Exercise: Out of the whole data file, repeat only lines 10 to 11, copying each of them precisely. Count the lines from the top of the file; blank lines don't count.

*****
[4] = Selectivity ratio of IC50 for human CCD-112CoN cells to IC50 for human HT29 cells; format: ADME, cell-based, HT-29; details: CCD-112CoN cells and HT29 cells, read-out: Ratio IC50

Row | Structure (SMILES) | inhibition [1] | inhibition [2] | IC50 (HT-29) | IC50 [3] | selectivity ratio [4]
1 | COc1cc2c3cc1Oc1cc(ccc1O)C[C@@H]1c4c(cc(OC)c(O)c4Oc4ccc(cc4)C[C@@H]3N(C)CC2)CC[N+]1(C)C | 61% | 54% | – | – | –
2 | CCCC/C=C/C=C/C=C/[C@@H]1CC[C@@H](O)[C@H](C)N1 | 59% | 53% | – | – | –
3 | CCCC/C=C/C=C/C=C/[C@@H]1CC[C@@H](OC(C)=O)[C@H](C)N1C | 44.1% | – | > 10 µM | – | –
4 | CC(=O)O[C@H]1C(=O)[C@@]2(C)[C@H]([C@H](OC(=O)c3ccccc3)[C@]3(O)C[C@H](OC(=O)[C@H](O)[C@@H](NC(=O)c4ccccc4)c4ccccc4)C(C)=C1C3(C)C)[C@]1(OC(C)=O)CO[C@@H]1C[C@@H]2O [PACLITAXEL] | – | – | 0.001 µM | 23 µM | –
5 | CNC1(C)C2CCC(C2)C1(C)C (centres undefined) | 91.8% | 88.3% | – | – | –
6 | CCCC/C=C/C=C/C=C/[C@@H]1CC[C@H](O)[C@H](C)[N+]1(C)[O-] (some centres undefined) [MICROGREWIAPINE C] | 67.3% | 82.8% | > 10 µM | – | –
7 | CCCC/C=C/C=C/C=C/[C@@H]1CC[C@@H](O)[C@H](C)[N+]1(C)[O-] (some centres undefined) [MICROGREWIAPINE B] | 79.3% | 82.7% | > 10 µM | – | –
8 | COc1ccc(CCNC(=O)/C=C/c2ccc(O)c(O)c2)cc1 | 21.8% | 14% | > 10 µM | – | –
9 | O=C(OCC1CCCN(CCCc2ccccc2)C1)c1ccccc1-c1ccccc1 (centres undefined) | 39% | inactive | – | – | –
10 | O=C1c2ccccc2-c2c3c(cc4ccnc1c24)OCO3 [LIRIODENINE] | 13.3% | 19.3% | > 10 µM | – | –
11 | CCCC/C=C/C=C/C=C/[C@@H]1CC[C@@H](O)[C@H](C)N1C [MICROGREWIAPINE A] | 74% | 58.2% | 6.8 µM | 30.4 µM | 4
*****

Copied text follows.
8 | COc1ccc(CCNC(=O)/C=C/c2ccc(O)c(O)c2)cc1 | 21.8% | 14% | > 10 µM | – | –
9 | O=C(OCC1CCCN(CCCc2ccccc2)C1)c1ccccc1-c1ccccc1 (centres undefined) | 39% | inactive | – | – | –